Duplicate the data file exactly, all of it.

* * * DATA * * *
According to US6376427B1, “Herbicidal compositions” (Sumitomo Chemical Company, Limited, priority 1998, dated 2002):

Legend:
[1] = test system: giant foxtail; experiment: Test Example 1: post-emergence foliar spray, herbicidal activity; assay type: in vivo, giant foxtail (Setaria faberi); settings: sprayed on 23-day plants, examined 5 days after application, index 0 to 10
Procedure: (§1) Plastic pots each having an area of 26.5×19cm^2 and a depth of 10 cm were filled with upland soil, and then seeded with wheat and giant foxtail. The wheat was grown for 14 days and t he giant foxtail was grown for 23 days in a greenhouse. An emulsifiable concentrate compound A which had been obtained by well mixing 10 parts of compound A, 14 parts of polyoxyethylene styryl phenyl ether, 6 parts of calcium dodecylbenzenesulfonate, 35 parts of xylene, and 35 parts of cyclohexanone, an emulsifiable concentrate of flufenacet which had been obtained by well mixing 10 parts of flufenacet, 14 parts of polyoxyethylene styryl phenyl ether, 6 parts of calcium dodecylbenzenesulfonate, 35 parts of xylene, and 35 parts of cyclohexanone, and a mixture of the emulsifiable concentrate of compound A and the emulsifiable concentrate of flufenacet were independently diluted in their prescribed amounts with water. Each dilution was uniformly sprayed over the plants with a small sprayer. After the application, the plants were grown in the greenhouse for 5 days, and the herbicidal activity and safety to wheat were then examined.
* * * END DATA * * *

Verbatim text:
According to US6376427B1, “Herbicidal compositions” (Sumitomo Chemical Company, Limited, priority 1998, dated 2002):

Legend:
[1] = test system: giant foxtail; experiment: Test Example 1: post-emergence foliar spray, herbicidal activity; assay type: in vivo, giant foxtail (Setaria faberi); settings: sprayed on 23-day plants, examined 5 days after application, index 0 to 10
Procedure: (§1) Plastic pots each having an area of 26.5×19cm^2 and a depth of 10 cm were filled with upland soil, and then seeded with wheat and giant foxtail. The wheat was grown for 14 days and t he giant foxtail was grown for 23 days in a greenhouse. An emulsifiable concentrate compound A which had been obtained by well mixing 10 parts of compound A, 14 parts of polyoxyethylene styryl phenyl ether, 6 parts of calcium dodecylbenzenesulfonate, 35 parts of xylene, and 35 parts of cyclohexanone, an emulsifiable concentrate of flufenacet which had been obtained by well mixing 10 parts of flufenacet, 14 parts of polyoxyethylene styryl phenyl ether, 6 parts of calcium dodecylbenzenesulfonate, 35 parts of xylene, and 35 parts of cyclohexanone, and a mixture of the emulsifiable concentrate of compound A and the emulsifiable concentrate of flufenacet were independently diluted in their prescribed amounts with water. Each dilution was uniformly sprayed over the plants with a small sprayer. After the application, the plants were grown in the greenhouse for 5 days, and the herbicidal activity and safety to wheat were then examined.